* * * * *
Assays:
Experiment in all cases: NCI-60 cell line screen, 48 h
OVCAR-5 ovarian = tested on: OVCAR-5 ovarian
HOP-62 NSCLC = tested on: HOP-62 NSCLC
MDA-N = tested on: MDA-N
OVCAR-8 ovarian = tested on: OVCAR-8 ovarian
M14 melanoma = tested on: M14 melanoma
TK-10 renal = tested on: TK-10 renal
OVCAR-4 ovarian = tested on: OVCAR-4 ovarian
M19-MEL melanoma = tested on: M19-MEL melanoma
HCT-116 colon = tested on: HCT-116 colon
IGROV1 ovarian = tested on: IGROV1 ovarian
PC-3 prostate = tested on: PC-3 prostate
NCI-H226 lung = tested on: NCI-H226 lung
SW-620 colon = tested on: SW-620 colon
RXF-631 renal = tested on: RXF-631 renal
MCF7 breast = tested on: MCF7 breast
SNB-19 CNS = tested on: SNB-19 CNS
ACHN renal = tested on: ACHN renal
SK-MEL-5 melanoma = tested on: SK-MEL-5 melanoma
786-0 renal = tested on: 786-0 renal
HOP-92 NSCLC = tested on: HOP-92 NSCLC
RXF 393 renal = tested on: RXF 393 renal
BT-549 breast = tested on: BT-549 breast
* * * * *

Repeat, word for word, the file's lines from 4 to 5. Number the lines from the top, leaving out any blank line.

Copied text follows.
HOP-62 NSCLC = tested on: HOP-62 NSCLC
MDA-N = tested on: MDA-N